Make Your Website GDPR Compliant


The General Data Protection Regulation (GDPR) is a new EU regulation aimed at helping to strengthen data protection for EU citizens and residents both within the EU and the wider world.

Anyone who collects and processes personal data (defined by the GDPR as a Data Controller) will be required to comply with the new regulations to a certain degree. As well as organisations who run websites or apps, this also includes any organisations who use internal databases, CRMs or even just email.

The full GPDR is a huge document and can be read here.

In conjunction with the new EU Data Protection Laws has been making our website GDPR compliant. The following is a list of things you need to ask yourself to know whether your website is GDPR compliant or not:

1)What data is being captured and held?
2)When and where is it captured?
3)How long will the data be stored?
4)How is it being used?
5)Do you have explicit consent from the user to have and use the data?
6)Do you display who to contact to find out what data is held about a user and request how it’s being used?
7)Do you display the process for a user to ask to have all the data you hold about them permanently removed from your system? (AKA The Right to be Forgotten)

1) You must be able to prove an intended purpose for the data you hold. For Example you cannot add someone to an email marketing list for a different service that they have enquired about through a webform. In other words if they specifically ask for AdWords services and we started sending information on website building, this is not what they consented to. Unless the enquiry form has a checkbox that allows you to send them offers about other services.

2) The user must be able to withdraw their consent for you holding their information at any stage.

Processes Needed:

1)  Breach of Data˘

2) Appoint a Data Protection Officer. Just someone who is always available to answer GDPR related questions about your site and data that is held.

3) Have a process where users can request that their data be removed from the site.

4) Allude to 3rd party processors in your privacy policy, Compliant connected systems: Google, Mailchimp, Salesforce, Mizmoz, Facebook etc.


Take a data audit

List all the places where you know you capture users’ data and then mark each one with either with a 1 or a 3 to help you track which are first (your organisation) and which are third party data processors.

For each data processor consider the following:

  • What are you using the data for?
  • Where is the data being stored?
  • Do you still need to hold the data?

Data processors for the purpose of this article is anything you use to send/receive information from or about users of your website.

The Checklist:

 1. Cookie Policy

A page on your website that states what cookies are used for on the site, both yours and from third parties and what data you capture with them and what you do with it. An example of typical compliant cookie policy can be seen here

 2. Cookie & Privacy Popup Notice

You don’t need to have one but you do need to state what cookies are used and what the privacy policy is at the first point of arriving at the website – so a pop up is the most logical solution. It needs to state that cookies are used on the site and that the user needs to agree to the use of the data as set out in the privacy and cookie policy. The policy pages state what cookies are used (both yours and third-party ones) and that you have to agree to the terms in order to fully use the site. It is very possible that, as some cookies are purely functional and not data gathering tools, that the site won’t work properly for you.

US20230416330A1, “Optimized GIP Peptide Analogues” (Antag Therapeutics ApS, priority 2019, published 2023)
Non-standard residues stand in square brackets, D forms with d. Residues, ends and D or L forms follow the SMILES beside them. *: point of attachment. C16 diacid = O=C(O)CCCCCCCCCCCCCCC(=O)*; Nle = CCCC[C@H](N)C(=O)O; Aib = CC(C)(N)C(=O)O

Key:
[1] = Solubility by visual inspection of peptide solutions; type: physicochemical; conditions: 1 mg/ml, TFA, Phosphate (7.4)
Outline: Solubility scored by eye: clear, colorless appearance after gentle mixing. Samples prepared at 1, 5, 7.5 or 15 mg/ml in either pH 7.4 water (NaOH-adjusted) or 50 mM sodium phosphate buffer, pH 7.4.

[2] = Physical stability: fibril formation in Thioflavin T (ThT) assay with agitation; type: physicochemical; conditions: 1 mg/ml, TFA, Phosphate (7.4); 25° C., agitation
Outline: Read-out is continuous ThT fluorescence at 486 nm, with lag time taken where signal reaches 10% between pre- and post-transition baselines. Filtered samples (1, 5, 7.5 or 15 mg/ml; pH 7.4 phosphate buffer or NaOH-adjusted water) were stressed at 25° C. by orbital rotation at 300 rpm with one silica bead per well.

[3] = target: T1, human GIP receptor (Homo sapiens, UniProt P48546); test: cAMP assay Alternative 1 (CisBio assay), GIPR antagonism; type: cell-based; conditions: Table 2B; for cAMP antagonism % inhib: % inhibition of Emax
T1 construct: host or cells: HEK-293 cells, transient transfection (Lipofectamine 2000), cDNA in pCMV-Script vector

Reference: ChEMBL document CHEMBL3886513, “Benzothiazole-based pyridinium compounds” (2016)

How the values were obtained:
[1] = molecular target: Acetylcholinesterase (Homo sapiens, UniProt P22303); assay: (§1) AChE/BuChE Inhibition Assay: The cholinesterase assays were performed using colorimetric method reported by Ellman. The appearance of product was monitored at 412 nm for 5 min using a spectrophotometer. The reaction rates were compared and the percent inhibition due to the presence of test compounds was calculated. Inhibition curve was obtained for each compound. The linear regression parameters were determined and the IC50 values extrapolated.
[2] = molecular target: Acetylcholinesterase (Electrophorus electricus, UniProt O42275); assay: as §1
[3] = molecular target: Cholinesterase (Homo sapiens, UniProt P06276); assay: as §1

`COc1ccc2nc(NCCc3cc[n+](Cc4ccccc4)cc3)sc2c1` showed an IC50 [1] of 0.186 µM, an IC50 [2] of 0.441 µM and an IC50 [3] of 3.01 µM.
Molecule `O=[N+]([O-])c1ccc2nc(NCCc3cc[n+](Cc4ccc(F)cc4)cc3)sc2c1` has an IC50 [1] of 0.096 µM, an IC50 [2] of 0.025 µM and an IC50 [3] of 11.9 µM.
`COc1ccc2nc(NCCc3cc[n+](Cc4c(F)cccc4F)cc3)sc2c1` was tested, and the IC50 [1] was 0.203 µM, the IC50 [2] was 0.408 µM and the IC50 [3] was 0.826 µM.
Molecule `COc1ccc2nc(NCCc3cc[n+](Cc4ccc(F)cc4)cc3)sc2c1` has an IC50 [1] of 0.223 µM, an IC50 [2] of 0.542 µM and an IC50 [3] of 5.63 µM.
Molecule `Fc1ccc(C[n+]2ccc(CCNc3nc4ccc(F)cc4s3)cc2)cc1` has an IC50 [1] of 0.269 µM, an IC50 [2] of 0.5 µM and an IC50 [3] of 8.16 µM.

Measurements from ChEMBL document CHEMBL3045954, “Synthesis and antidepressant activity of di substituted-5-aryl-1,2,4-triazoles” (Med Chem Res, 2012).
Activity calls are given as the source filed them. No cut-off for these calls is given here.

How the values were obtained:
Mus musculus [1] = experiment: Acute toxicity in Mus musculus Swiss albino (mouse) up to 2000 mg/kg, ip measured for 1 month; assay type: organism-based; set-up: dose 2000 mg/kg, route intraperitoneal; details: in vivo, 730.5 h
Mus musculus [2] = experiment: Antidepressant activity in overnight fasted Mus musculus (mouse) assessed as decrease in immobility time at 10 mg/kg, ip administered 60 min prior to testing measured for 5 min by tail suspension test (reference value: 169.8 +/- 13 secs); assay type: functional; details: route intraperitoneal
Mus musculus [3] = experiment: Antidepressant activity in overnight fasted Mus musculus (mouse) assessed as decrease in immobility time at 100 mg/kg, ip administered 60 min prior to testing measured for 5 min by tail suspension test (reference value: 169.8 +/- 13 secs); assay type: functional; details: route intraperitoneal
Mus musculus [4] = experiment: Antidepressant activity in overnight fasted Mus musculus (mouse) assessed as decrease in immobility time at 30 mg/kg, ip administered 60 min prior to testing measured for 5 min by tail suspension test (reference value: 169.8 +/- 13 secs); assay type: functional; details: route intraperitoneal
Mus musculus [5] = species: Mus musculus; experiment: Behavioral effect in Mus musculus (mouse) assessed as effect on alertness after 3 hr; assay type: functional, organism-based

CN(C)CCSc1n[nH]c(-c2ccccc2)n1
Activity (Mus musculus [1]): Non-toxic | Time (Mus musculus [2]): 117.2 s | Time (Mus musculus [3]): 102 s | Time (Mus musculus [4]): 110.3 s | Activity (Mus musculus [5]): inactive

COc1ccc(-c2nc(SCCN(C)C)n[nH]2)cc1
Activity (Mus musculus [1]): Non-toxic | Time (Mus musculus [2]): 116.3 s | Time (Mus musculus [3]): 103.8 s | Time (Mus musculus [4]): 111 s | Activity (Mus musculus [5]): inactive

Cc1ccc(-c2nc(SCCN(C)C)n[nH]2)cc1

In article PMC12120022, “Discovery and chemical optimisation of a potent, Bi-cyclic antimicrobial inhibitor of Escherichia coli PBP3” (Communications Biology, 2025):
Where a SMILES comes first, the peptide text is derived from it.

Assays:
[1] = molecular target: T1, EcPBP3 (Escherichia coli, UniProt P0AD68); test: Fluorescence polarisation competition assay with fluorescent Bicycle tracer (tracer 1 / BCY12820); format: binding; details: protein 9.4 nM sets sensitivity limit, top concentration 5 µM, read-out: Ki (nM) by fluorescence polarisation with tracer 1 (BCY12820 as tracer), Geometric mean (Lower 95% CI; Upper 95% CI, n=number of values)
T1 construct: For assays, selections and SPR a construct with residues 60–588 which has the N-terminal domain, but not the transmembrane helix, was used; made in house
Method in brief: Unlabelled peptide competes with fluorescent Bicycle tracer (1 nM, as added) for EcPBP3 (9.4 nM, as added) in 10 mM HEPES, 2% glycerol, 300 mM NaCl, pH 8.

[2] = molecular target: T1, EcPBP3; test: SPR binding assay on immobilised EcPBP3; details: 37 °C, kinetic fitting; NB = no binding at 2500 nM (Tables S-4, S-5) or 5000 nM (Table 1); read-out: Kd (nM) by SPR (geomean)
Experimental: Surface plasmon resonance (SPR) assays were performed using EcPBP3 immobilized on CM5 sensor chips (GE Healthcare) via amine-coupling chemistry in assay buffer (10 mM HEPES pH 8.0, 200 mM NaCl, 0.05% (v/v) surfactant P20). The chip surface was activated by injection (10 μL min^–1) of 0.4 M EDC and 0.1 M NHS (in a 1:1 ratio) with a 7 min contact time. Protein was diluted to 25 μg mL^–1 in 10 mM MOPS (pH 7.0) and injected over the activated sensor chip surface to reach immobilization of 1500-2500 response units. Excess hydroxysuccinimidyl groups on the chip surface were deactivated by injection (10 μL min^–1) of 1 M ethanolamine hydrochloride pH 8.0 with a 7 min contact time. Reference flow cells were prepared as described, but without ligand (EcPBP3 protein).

The use of the website must not be limited to those who accept the use of the cookies. The user must be given the option to use the site without the use of cookies and decline the use of cookies for their session. It must be explained to them the cookie notice that if they decline the cookies the site may lose some functionality.

 3. Privacy Policy

A privacy policy is a more thorough document that states the website owner’s full statement of what data is captured, when it was captured, what the data is used for, the third party’s details and the process, including the DPO’s details as well as the process of requesting the user’s details and request that they be permanently deleted.

 4. SSL Certificate

If you would like further information on SSL or if you would like to have an SSL cert renewed or installed, please contact (01) 2071872  by email

5. Newsletter Signups

If you have the facility for users to sign up on your website to receive a newsletter from you, whether you send that out one at a time from your desktop email app or from a system like Mailchimp etc, you need to make sure the tick box that handles this subscription is set to the user has to OPT-IN and not opt out. You need to seek consent for each method you plan to email them, indicating how it is to be used and how you can unsubscribe. You cannot roll into your website’s standard terms of use/business the automatic sign up and agreement to the newsletter service. They must be separate opt-in tick boxes for each place you gather the data on the site. E.g If a user signs up to a service they buy on your website, they will have to tick a box to accept the terms of that service. If you offer a monthly marketing newsletter there will need to be a separate tick box for them to select. It cannot be a ‘required’ field. You’ll also need to provide another separate tick box if you also give the user’s details to another party. Make sure that the emails you send out all have an unsubscribe link, too.